27.04. - 5.06.2022
Ceramics exhibition “28 hours of fire”
process of making ceramics is long and slow, but the lifespan of the
items is long – longer than that of their creators. Wood
firing is particularly time-consuming, and it requires skills and
teamwork. That’s why ceramic artists get together at kilns, firing
ceramics, telling stories, and planning when to meet again. We
got together at the wood kiln at Uhti. The longest firing took 28
hours, and that’s how the exhibition got its title. It takes
several days for the kiln to cool down and when the door is opened,
everyone is eagerly waiting. Small figurines are placed on the kiln
to keep good relationships with the ceramics god, as the flame, ashes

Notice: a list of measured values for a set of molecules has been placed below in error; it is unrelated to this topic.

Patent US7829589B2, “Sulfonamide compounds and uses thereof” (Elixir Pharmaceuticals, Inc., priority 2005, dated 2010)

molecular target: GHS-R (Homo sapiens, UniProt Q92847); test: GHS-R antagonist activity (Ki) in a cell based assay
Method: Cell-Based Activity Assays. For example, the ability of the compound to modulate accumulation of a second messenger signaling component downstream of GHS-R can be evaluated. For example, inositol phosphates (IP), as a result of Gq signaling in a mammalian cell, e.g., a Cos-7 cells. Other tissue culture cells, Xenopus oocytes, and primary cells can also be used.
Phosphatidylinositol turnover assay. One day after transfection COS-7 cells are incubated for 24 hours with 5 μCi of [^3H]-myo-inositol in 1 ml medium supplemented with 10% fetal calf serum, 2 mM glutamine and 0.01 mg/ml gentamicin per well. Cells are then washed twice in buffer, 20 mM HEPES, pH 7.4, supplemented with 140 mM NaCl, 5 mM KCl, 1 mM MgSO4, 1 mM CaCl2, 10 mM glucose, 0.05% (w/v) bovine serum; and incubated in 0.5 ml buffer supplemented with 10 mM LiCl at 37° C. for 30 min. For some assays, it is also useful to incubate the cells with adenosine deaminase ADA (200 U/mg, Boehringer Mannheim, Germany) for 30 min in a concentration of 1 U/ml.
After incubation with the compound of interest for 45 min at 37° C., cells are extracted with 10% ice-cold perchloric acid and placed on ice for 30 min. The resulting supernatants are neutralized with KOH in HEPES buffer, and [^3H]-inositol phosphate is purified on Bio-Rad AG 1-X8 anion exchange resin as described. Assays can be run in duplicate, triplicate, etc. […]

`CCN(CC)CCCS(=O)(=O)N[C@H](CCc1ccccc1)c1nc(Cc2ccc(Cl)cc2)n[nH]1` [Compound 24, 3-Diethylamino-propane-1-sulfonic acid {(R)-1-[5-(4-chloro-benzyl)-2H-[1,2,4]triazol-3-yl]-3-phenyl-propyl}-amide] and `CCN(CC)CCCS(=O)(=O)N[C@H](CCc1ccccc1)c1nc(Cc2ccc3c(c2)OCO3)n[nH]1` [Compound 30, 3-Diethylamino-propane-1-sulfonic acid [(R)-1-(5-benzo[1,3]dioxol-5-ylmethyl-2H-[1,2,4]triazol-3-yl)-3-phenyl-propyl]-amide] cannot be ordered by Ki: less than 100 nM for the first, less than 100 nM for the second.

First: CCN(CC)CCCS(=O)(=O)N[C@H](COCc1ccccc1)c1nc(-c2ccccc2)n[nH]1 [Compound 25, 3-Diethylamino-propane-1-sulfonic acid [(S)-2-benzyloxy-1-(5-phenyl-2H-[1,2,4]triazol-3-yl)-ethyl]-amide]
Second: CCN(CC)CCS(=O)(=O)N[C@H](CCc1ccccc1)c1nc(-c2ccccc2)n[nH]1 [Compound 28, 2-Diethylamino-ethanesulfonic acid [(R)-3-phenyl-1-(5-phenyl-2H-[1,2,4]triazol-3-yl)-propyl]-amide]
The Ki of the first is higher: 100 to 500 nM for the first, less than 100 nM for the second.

and heat play their part, and that’s the extraordinary and
unexpected that ceramic artists hunt for.
Karin Kalman is a ceramic artist, leader of the firings at Uhti, lecturer in ceramics at the Estonian Academy of Arts.
Meiu Münt is a renowned, award-winning painter, who took up clay modelling during the corona pandemic.
Maarit Mälgi graduated as a sculptor from the Pallas University of Applied Sciences in Tartu in 2020.
Maanus Mikkel is a long-established artist, whose painted ceramic artworks flirt with graphic art.
Priit Allas is a ceramic artist, an instructor of majolica and art teacher.
Tõnis Kriisa is a ceramic artist, who is considered a sculptor by ceramic artists and a ceramic artist by sculptors.
Eva Krivonogova is a ceramic artist, who spends most of her time teaching ceramics.
Kai Paks is a leather designer, keeper of the Uhti Inn and hostess of the Open Studios at Uhti, the organiser and manager of Uhti Kedrafest.
Külli Kõiv is a ceramic artist.
Aili Palm is a ceramic artist, a craftsman and designer, the organiser of Uhti Kedrafest and the wheel-throwing competition.